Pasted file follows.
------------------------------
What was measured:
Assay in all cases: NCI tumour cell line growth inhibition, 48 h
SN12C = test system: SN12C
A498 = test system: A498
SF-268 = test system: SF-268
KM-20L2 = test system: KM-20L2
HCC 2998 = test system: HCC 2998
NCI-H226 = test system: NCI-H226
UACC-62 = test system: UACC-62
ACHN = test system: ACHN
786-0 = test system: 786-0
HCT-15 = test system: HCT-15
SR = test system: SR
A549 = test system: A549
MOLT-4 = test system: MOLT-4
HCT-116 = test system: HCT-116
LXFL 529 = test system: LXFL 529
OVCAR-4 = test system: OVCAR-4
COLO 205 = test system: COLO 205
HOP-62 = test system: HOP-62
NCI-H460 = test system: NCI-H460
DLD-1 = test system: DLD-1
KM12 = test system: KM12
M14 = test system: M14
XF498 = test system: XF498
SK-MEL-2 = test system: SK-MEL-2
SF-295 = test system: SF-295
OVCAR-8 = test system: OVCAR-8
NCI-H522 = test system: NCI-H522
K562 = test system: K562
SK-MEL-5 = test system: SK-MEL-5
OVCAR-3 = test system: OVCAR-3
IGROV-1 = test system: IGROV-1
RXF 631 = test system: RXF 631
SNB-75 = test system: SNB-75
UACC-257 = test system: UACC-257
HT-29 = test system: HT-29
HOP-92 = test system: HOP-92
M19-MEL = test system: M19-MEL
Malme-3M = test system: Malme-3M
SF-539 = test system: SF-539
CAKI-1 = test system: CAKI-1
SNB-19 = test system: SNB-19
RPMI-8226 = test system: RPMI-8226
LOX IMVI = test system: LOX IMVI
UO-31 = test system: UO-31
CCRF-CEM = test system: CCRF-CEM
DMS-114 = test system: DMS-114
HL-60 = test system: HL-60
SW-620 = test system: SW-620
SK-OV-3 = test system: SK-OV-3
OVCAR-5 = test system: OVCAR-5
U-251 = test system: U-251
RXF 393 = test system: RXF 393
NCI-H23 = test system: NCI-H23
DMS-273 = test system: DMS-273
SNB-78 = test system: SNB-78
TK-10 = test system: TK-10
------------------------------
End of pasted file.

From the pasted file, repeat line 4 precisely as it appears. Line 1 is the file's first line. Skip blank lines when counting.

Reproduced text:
A498 = test system: A498